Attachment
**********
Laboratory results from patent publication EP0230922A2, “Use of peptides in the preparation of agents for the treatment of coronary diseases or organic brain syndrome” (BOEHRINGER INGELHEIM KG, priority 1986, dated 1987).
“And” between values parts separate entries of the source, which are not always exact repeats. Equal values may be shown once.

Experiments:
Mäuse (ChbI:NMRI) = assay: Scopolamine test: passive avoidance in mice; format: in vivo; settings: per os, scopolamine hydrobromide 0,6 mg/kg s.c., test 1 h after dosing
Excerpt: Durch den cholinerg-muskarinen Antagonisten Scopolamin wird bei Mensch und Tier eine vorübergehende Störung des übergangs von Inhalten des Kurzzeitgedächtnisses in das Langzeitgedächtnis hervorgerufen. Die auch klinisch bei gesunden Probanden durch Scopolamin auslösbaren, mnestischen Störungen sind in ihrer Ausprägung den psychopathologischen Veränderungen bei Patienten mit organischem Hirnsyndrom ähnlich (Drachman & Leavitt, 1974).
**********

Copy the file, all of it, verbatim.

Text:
Laboratory results from patent publication EP0230922A2, “Use of peptides in the preparation of agents for the treatment of coronary diseases or organic brain syndrome” (BOEHRINGER INGELHEIM KG, priority 1986, dated 1987).
“And” between values parts separate entries of the source, which are not always exact repeats. Equal values may be shown once.

Experiments:
Mäuse (ChbI:NMRI) = assay: Scopolamine test: passive avoidance in mice; format: in vivo; settings: per os, scopolamine hydrobromide 0,6 mg/kg s.c., test 1 h after dosing
Excerpt: Durch den cholinerg-muskarinen Antagonisten Scopolamin wird bei Mensch und Tier eine vorübergehende Störung des übergangs von Inhalten des Kurzzeitgedächtnisses in das Langzeitgedächtnis hervorgerufen. Die auch klinisch bei gesunden Probanden durch Scopolamin auslösbaren, mnestischen Störungen sind in ihrer Ausprägung den psychopathologischen Veränderungen bei Patienten mit organischem Hirnsyndrom ähnlich (Drachman & Leavitt, 1974).